east baton rouge parish prison stock

Pictured is a holding cell at the East Baton Rouge Parish Prison used during the intake process at the facility.

Baton Rouge's criminal court system will change how it keeps people behind bars before trial after a federal judge approved a settlement in a class action lawsuit Wednesday.

The lawsuit, filed in December 2020, claimed hundreds of poor people languish in pretrial detention in East Baton Rouge Parish Prison because they cannot afford to pay the bail that has been set as the condition for their release.

"Today has been a good day for justice in this city," Chief Judge Shelly Dick said as she approved the settlement.

The four plaintiffs named in the lawsuit, backed by several national civil rights groups, said three 19th JDC judges rarely, if ever, considered a detainee's ability to pay when they set their conditions of release during rushed, 30-60 second court appearances. 

According to the settlement terms, judges will now consider a detainee's financial situation when setting bond. And they will explain on the record why the conditions were set. It will apply to all judges in the 19th JDC.

"I think it’s really important for the system as a whole to have that kind of transparency," said Eric Foley, a lawyer for the plaintiffs with the Roderick & Solange MacArthur Justice Center. "If you’re going to detain someone, they should know why."

The courts will also be required to obtain financial information to determine if a detainee needs a public defender and grant their attorneys access to the information used to set bond.

Those who are not released must have a hearing within 48 hours of their arrest, where a judge or commissioner will ensure they are represented by a lawyer, the settlement says. At that hearing, attorneys can argue whether the conditions for release should change.

Baton Rouge has often kept detainees before trial longer than most places. 

The Advocate reported in 2019 that, on average, detainees at the parish jail who have yet to be convicted of a crime are held for about two months, approximately 55 days. That was one reason the parish incarcerated people at a significantly higher rate than that of New Orleans and Lafayette. 

For years, an assortment of players in the parish's criminal justice system have worked to expedite the stay for detainees awaiting trial, to varying degrees of success.

The public defender's office implemented a bail team back in 2019 to target high-need clients for a quicker release coupled with a comprehensive treatment plan. But the same year, a faster, 72-hour arraignment process for newly arrested detainees was rolled back after three months  when judges protested the move caused "mass chaos."  

Instead, alleviating lengthy pretrial detention stays has often fallen to nonprofits or local community groups that raise money to bring small groups of people home to their families on certain holidays. All the while, community members have called loudly for parish officials to be held accountable for the number of people who have died in the parish prison, which has a death rate significantly higher than the national average.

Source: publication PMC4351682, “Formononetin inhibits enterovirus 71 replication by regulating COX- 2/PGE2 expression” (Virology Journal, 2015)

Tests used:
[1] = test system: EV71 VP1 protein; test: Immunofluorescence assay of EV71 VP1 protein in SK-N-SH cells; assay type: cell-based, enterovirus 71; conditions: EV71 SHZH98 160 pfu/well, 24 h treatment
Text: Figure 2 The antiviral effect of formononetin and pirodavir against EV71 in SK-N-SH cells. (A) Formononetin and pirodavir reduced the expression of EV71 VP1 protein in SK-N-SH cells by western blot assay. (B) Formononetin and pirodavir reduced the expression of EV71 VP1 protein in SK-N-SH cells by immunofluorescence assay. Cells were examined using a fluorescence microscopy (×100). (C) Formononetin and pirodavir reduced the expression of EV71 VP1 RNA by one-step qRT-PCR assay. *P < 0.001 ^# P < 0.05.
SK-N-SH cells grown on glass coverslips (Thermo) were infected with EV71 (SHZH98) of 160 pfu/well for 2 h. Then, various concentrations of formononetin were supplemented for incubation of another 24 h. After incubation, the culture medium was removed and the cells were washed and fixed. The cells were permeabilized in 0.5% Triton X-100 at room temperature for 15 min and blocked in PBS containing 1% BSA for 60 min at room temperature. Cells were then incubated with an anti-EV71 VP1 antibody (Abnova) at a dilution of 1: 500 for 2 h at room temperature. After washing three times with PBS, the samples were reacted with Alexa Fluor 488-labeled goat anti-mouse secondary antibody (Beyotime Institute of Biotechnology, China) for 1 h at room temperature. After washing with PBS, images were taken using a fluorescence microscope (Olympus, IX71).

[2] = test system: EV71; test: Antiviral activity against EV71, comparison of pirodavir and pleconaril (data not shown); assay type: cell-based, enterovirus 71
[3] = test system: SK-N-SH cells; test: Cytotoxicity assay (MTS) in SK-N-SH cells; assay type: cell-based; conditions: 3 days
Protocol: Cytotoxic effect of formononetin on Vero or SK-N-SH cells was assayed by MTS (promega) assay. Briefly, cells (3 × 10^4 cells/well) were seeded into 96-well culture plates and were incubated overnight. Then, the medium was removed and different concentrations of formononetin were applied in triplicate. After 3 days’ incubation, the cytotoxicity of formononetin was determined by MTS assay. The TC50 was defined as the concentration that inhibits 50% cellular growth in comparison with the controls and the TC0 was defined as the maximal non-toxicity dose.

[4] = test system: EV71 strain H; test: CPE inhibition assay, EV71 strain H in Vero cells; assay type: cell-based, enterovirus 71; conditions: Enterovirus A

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Now, local advocates hope the terms of this settlement will create a fairer and more methodical approach that takes into account whether a detainee can afford the bond set. 

What may seem to be simple administrative changes could actually be "life-saving" for incarcerated people, according to Ashley White, who works for the Bail Project. 

"My heart is a little lighter," she said in court Wednesday. "I can breathe a little easier." 

Plaintiffs and community members spoke earnestly in favor of the settlement, recounting their own experiences with the parish jail and the bond conditions that impacted their lives. 

At the time of his arrest, Joshua Ryan, one of the plaintiffs, was homeless and unemployed. He said the judge who set his $10,000 bond didn't have paperwork for his criminal history and did not inquire about his financial situation. A public defender representing Ryan didn't speak up on his behalf throughout the entire proceeding, he said. 

After two months in pretrial detention, he was released. Ryan now has a job and a better life, he said. He believes the terms of the settlement will help judges get a clearer picture of each defendant's specific situation. 

When Blaze Franklin, another plaintiff, was arrested in October 2020, he told authorities he had Stage IV prostate cancer. He was still slapped with a $200,000 bond, which he had "no way or means" to pay, he said.

While incarcerated, Franklin made continuous requests to see a doctor and was granted only two virtual visits, he said. Initially, he was given two Tylenol per day for pain management. By the time he left the facility in early January, he had lost 40 pounds. 

"The pain and suffering was unnecessary," he said Wednesday. 

For Linda Franks, the mother of 27-year-old Lamar Johnson, who died after four days in the jail in 2015, the day's ruling was poignant. 

"This is what happens when the community and legal system come together and sit down and talk about things that affect people's everyday lives," she said. 

Toward the end of the hearing, after Judge Dick had approved the settlement, Franks reached for the woman sitting next to her whose son has been in the jail for years. Silently, still seated, the two embraced. 


Email Jacqueline DeRobertis at jderobertis@theadvocate.com